Thursday, July 8. We had fair weather but headwind. Made 240 miles. An old sister died from Sweden, 70 years old by the name of Kjersti Swenson on the 7 at 5 p.m. and was buried in the sea at 10 p.m. Service was done by Captain Beddoe.
Friday, July 9. Made 250 miles. I wrote some notes for money borrowed. Fair weather. Rain at night.
Saturday, July 10. We made only 225 miles. Several was sick and had been for sometime, [p.22] but was getting a little better. I used my time to assist the sick and tried to get something to strengthen them.
Sunday, July 11. We sailed 263 miles, had strong winds against us but sea stream was favorable. We could not hold meetings on deck. Several became seasick.
Monday, July 12. Weather fine, but headwind continued. Sailed 235 miles. Got pilot on board. We gathered a little money for the stewards. Meeting on deck at 2 p.m. [p.23]
Tuesday, July 13. We sailed 268 miles. Weather very fine and sea smooth. I wrote a letter home and one to Aarhus [Aarhuus] to President A. R. Andersen. In the afternoon we came within 6 miles of New York and cast anchor waiting to be passed by doctor in the morning. Many cried for joy.
Wednesday, July 14. Doctor came by sunrise, and passed us; and soon anchor was hoisted and we was taken to dock No. 15 [p.24], New York, from which place we was taken on a tender to Castle Garden where we arrived about 1 p.m. We could get provisions and everything in this place in that line. Money exchange was also here. After our names was booked and the people settle, some of us went out in town and bought a few articles. I bought a hat & revolver.
Thursday, July 15th. At 6 a.m. our luggage was checked and put on a boat which took several hours hard labor. We left the Garden at 11 a.m. and went to dock 1 from where we was taken to railroad [p.25] depot in Jersey City. We got good and comfortable cars and at 3 p.m. we started off on the Pennsylvania railroad - P.C.R.R. We rode through New Jersey and arrived at Philadelphia, 90 miles from New Jersey and New York City about sundown. We went now through the state at Pennsylvania, and went up the Susquehanna River near which place Joseph Smith finished the translation of the Book of Mormon. Heavy rain in the night. We came to Altoona in the morning.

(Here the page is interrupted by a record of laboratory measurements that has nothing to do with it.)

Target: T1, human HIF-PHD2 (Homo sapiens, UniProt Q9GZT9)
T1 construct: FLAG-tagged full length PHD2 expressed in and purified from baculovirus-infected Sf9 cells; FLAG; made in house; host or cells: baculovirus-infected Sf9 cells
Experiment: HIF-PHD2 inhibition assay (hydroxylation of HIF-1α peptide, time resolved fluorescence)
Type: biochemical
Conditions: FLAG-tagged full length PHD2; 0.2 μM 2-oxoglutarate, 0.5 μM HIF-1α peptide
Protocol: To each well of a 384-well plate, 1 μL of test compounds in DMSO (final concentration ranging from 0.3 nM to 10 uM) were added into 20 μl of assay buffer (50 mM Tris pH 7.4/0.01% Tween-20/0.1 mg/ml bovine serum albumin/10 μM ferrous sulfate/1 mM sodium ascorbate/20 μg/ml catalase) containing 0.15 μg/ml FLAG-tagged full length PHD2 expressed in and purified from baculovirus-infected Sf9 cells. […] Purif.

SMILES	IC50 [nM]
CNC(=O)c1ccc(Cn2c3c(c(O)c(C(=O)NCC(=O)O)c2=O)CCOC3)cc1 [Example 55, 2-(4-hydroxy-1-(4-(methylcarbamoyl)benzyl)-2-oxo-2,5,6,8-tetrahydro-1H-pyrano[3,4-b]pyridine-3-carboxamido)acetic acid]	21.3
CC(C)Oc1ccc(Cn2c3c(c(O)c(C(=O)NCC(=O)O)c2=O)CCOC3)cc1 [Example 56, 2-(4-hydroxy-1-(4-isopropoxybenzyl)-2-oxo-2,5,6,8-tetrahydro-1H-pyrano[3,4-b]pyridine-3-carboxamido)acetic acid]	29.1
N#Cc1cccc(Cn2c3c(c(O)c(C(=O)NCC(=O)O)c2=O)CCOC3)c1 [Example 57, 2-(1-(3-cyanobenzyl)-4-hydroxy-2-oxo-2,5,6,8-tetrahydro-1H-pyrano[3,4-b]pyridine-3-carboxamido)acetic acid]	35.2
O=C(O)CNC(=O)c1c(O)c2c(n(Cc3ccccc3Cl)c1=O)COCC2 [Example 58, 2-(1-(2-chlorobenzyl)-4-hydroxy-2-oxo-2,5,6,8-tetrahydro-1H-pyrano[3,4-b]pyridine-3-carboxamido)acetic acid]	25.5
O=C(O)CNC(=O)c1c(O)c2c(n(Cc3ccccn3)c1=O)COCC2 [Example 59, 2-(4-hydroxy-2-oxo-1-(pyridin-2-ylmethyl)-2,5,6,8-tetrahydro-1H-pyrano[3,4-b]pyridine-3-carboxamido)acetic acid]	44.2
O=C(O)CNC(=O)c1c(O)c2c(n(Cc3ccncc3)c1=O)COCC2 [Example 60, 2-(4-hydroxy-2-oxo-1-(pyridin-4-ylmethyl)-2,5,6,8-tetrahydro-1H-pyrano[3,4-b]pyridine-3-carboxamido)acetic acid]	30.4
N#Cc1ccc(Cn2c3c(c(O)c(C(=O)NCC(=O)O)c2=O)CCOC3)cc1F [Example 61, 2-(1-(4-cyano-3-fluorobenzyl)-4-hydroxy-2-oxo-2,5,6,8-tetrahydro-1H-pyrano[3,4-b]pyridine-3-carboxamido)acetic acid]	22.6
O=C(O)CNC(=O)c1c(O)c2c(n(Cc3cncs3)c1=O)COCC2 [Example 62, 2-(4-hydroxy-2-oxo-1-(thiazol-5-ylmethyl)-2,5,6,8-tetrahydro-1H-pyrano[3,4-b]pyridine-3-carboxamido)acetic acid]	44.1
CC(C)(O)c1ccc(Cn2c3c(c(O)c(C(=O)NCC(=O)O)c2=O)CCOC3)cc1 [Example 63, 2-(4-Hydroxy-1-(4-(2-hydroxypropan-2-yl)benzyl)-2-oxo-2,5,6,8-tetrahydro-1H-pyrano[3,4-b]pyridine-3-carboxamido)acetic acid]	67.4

Friday, July 16. In Altoona the train was divided in two as it was considerable uphill. [p.26] We made good time and arrived at Pittsburgh at 12 a.m. We was now taken in the Pittsburgh, Cincinnati, and Saint Louis R.R. into Ohio. This is a good state with rich land. At 1 a.m. we arrived at Columbus City which is the seat of government. We had now traveled 637 miles on railroad from New York. Heavy rain.
Saturday, July 17th. We went on pretty slow most all day. At 12 a.m. we came to Union City on the line of state between Ohio & Indiana and 741 miles from New York. The distance we traveled in Ohio was 253 miles from east to west.
We came now into the state of Indiana [p.27] and at 6 p.m. we arrived in a place called Logansport. We here crossed two rivers called Wabash & Eel River. The last river empties into the first and that falls into Mississippi River. We got a new conductor and fresh supply of water. Being nearly dark before we left, we went through the rest of Indiana in the night and passed into Illinois.
Sunday, July 18th . We arrived at a place called Peoria, 1074 miles from New York. At 20 minutes past 5 a.m. stopped a few minutes and confirmed our travel to Burlington [p.28] where we came to at 12 a.m. We came within a few miles of Nauvoo from which the Mormon people was expelled in 1846. We crossed on a fine bridge over the Mississippi River. Burlington has about 30,000 inhabitants. We had to change cars here. After which we continued our journey through Iowa being short of bread and on Sunday we had to telegraph ahead and got supply at a city called Ottumwa. [10,000 inhabitant] We crossed the Des Moines River where the water a while back had been very high and dangerous to travel, but all was good and safe now. [p.29]
Monday, July 19. At 7 a.m. we arrived at Council Bluffs. Luggage was changed and unchecked and put into other cars of which Elder J. Frantsen [Frandsen] and myself was put to oversee while the other elders went with the emigrants to Omaha. . . [p.30]
. . . Friday, July 23. At 1 a.m. we arrived in S.L. City and stopped in [p.33] the cars till morning. At 7 the emigrants was taken to the Tithing Office where they was provided for with provision. . . . [p.34]
BIB: Geertsen, Peter Christian. Journal (Ms 1507), fd. 2, vol. 3, pp. 16-30, 33-34. (CHL)